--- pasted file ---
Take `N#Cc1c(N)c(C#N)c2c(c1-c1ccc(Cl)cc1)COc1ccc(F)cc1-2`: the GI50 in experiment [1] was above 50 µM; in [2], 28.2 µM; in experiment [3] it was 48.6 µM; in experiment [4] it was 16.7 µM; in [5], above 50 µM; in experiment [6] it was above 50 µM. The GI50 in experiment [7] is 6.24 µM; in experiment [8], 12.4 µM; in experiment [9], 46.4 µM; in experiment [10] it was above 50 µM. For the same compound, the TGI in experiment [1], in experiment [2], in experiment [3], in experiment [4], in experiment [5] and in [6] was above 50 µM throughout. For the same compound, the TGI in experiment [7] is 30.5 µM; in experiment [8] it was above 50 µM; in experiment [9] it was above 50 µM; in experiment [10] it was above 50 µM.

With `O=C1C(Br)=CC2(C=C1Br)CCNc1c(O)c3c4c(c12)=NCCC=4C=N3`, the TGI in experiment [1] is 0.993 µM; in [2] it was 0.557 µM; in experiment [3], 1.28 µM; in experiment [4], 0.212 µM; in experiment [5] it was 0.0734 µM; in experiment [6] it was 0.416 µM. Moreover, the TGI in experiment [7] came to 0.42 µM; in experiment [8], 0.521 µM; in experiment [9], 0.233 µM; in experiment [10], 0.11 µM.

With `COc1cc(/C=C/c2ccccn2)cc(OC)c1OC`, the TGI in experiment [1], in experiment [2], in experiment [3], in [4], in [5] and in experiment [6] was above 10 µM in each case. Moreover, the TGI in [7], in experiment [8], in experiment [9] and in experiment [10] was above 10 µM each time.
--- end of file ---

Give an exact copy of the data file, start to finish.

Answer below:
Take `N#Cc1c(N)c(C#N)c2c(c1-c1ccc(Cl)cc1)COc1ccc(F)cc1-2`: the GI50 in experiment [1] was above 50 µM; in [2], 28.2 µM; in experiment [3] it was 48.6 µM; in experiment [4] it was 16.7 µM; in [5], above 50 µM; in experiment [6] it was above 50 µM. The GI50 in experiment [7] is 6.24 µM; in experiment [8], 12.4 µM; in experiment [9], 46.4 µM; in experiment [10] it was above 50 µM. For the same compound, the TGI in experiment [1], in experiment [2], in experiment [3], in experiment [4], in experiment [5] and in [6] was above 50 µM throughout. For the same compound, the TGI in experiment [7] is 30.5 µM; in experiment [8] it was above 50 µM; in experiment [9] it was above 50 µM; in experiment [10] it was above 50 µM.

With `O=C1C(Br)=CC2(C=C1Br)CCNc1c(O)c3c4c(c12)=NCCC=4C=N3`, the TGI in experiment [1] is 0.993 µM; in [2] it was 0.557 µM; in experiment [3], 1.28 µM; in experiment [4], 0.212 µM; in experiment [5] it was 0.0734 µM; in experiment [6] it was 0.416 µM. Moreover, the TGI in experiment [7] came to 0.42 µM; in experiment [8], 0.521 µM; in experiment [9], 0.233 µM; in experiment [10], 0.11 µM.

With `COc1cc(/C=C/c2ccccn2)cc(OC)c1OC`, the TGI in experiment [1], in experiment [2], in experiment [3], in [4], in [5] and in experiment [6] was above 10 µM in each case. Moreover, the TGI in [7], in experiment [8], in experiment [9] and in experiment [10] was above 10 µM each time.